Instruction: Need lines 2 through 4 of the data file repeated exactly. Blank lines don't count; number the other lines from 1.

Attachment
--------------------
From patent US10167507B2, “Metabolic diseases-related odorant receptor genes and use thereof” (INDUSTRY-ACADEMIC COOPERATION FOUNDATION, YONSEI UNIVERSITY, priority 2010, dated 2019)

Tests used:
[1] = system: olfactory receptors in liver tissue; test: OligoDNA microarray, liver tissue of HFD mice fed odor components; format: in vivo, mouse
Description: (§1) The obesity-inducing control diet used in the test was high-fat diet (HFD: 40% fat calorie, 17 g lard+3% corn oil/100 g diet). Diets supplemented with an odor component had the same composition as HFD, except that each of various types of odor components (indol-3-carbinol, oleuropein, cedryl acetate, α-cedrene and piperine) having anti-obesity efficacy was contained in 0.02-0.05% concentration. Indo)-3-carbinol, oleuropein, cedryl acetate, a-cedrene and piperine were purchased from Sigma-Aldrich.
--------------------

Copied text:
Tests used:
[1] = system: olfactory receptors in liver tissue; test: OligoDNA microarray, liver tissue of HFD mice fed odor components; format: in vivo, mouse
Description: (§1) The obesity-inducing control diet used in the test was high-fat diet (HFD: 40% fat calorie, 17 g lard+3% corn oil/100 g diet). Diets supplemented with an odor component had the same composition as HFD, except that each of various types of odor components (indol-3-carbinol, oleuropein, cedryl acetate, α-cedrene and piperine) having anti-obesity efficacy was contained in 0.02-0.05% concentration. Indo)-3-carbinol, oleuropein, cedryl acetate, a-cedrene and piperine were purchased from Sigma-Aldrich.